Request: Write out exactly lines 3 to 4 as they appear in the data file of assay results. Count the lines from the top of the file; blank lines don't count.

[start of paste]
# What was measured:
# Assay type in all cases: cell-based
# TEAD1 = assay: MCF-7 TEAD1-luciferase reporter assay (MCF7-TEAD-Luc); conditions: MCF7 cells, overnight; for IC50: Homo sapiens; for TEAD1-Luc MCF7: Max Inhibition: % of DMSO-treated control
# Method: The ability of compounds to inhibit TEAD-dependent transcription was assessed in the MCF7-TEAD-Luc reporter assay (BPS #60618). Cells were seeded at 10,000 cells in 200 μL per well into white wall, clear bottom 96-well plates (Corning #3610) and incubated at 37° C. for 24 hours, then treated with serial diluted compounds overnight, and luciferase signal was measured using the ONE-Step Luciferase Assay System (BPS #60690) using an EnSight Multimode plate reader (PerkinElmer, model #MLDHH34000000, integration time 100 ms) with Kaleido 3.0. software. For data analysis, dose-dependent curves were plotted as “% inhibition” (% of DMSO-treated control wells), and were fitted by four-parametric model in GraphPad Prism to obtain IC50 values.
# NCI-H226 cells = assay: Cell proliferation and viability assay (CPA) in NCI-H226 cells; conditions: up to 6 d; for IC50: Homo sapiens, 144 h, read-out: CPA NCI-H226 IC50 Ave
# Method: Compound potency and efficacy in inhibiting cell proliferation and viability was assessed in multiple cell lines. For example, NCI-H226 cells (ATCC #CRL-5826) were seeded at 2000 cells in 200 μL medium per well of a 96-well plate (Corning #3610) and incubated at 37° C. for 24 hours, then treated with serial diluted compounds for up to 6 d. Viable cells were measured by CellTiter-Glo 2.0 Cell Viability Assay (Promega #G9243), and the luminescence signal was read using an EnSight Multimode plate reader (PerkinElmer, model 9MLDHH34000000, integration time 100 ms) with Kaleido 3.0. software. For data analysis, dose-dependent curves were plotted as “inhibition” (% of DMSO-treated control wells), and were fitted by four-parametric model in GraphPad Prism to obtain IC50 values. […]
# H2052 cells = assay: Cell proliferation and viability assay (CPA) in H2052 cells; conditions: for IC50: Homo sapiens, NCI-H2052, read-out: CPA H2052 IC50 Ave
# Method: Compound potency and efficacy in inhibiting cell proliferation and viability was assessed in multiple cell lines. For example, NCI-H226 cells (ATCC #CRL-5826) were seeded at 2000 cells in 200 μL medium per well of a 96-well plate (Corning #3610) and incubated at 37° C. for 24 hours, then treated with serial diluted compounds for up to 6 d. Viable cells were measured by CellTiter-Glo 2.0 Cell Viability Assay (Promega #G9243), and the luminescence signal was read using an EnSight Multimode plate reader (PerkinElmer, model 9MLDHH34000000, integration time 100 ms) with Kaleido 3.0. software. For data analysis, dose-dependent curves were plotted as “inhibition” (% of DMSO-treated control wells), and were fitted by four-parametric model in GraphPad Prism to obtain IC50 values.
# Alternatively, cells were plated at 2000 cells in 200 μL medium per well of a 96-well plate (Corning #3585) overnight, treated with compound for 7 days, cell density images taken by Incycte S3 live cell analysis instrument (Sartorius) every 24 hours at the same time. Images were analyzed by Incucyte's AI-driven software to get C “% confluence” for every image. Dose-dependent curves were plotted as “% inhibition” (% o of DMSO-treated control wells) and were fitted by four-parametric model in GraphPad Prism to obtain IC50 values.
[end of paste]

# TEAD1 = assay: MCF-7 TEAD1-luciferase reporter assay (MCF7-TEAD-Luc); conditions: MCF7 cells, overnight; for IC50: Homo sapiens; for TEAD1-Luc MCF7: Max Inhibition: % of DMSO-treated control
# Method: The ability of compounds to inhibit TEAD-dependent transcription was assessed in the MCF7-TEAD-Luc reporter assay (BPS #60618). Cells were seeded at 10,000 cells in 200 μL per well into white wall, clear bottom 96-well plates (Corning #3610) and incubated at 37° C. for 24 hours, then treated with serial diluted compounds overnight, and luciferase signal was measured using the ONE-Step Luciferase Assay System (BPS #60690) using an EnSight Multimode plate reader (PerkinElmer, model #MLDHH34000000, integration time 100 ms) with Kaleido 3.0. software. For data analysis, dose-dependent curves were plotted as “% inhibition” (% of DMSO-treated control wells), and were fitted by four-parametric model in GraphPad Prism to obtain IC50 values.